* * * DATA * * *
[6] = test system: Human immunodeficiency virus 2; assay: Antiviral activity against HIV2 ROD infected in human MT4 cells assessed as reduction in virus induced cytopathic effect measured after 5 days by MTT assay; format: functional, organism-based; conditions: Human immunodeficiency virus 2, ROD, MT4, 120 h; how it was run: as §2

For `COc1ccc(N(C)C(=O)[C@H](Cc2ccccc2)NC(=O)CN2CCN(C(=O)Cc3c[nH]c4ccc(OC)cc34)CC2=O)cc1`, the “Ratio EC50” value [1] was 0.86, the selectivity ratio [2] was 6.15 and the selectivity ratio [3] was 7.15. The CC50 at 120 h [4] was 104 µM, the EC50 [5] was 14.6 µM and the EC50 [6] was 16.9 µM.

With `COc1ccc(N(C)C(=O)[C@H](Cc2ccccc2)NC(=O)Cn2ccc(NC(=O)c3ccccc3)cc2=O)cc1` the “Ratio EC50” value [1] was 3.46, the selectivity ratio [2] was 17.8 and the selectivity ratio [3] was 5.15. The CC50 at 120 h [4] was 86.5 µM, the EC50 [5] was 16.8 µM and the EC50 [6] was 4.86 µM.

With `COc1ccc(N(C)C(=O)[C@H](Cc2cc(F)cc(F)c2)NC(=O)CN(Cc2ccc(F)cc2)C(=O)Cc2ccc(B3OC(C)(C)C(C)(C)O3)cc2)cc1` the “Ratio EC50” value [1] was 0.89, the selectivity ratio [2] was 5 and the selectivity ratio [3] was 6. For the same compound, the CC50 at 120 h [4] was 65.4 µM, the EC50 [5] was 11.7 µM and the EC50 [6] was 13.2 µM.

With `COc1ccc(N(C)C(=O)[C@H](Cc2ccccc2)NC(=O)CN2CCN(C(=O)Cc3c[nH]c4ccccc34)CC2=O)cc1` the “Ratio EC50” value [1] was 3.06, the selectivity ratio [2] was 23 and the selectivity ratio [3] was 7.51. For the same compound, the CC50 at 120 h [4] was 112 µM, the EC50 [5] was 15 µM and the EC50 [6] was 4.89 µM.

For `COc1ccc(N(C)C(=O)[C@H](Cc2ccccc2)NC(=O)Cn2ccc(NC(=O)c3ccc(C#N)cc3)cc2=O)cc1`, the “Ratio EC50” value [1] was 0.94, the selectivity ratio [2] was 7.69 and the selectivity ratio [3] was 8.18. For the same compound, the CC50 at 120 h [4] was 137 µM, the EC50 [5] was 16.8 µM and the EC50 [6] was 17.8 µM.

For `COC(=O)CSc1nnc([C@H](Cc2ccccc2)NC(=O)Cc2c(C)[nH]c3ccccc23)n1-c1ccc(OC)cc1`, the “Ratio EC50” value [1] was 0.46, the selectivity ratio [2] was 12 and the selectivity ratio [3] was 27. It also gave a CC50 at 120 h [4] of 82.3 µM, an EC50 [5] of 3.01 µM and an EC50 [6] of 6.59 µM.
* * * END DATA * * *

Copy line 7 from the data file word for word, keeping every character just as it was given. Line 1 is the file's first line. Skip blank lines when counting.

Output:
For `COC(=O)CSc1nnc([C@H](Cc2ccccc2)NC(=O)Cc2c(C)[nH]c3ccccc23)n1-c1ccc(OC)cc1`, the “Ratio EC50” value [1] was 0.46, the selectivity ratio [2] was 12 and the selectivity ratio [3] was 27. It also gave a CC50 at 120 h [4] of 82.3 µM, an EC50 [5] of 3.01 µM and an EC50 [6] of 6.59 µM.